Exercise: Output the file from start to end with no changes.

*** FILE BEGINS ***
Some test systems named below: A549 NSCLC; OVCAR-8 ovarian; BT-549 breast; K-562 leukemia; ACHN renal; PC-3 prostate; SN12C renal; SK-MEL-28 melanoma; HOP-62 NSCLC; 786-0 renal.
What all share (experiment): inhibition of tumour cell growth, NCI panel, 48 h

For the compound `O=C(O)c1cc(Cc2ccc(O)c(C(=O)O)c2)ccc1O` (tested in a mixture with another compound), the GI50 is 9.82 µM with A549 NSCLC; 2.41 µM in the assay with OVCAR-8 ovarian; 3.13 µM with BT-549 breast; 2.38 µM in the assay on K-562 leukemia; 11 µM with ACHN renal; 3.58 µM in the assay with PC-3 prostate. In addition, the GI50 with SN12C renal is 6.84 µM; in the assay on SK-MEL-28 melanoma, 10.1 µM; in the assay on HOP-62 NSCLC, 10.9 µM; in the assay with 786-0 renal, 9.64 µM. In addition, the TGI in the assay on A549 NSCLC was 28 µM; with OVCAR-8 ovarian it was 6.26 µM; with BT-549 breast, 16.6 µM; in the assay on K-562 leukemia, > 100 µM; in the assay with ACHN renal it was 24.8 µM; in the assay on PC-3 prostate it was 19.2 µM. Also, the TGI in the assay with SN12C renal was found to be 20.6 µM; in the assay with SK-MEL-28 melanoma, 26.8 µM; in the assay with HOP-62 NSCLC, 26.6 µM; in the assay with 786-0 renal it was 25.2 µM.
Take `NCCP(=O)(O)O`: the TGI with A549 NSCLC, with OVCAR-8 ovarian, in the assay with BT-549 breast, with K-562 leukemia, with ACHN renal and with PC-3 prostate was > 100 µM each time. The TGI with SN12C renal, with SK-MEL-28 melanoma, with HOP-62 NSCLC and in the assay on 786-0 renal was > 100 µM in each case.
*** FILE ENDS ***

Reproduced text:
Some test systems named below: A549 NSCLC; OVCAR-8 ovarian; BT-549 breast; K-562 leukemia; ACHN renal; PC-3 prostate; SN12C renal; SK-MEL-28 melanoma; HOP-62 NSCLC; 786-0 renal.
What all share (experiment): inhibition of tumour cell growth, NCI panel, 48 h

For the compound `O=C(O)c1cc(Cc2ccc(O)c(C(=O)O)c2)ccc1O` (tested in a mixture with another compound), the GI50 is 9.82 µM with A549 NSCLC; 2.41 µM in the assay with OVCAR-8 ovarian; 3.13 µM with BT-549 breast; 2.38 µM in the assay on K-562 leukemia; 11 µM with ACHN renal; 3.58 µM in the assay with PC-3 prostate. In addition, the GI50 with SN12C renal is 6.84 µM; in the assay on SK-MEL-28 melanoma, 10.1 µM; in the assay on HOP-62 NSCLC, 10.9 µM; in the assay with 786-0 renal, 9.64 µM. In addition, the TGI in the assay on A549 NSCLC was 28 µM; with OVCAR-8 ovarian it was 6.26 µM; with BT-549 breast, 16.6 µM; in the assay on K-562 leukemia, > 100 µM; in the assay with ACHN renal it was 24.8 µM; in the assay on PC-3 prostate it was 19.2 µM. Also, the TGI in the assay with SN12C renal was found to be 20.6 µM; in the assay with SK-MEL-28 melanoma, 26.8 µM; in the assay with HOP-62 NSCLC, 26.6 µM; in the assay with 786-0 renal it was 25.2 µM.
Take `NCCP(=O)(O)O`: the TGI with A549 NSCLC, with OVCAR-8 ovarian, in the assay with BT-549 breast, with K-562 leukemia, with ACHN renal and with PC-3 prostate was > 100 µM each time. The TGI with SN12C renal, with SK-MEL-28 melanoma, with HOP-62 NSCLC and in the assay on 786-0 renal was > 100 µM in each case.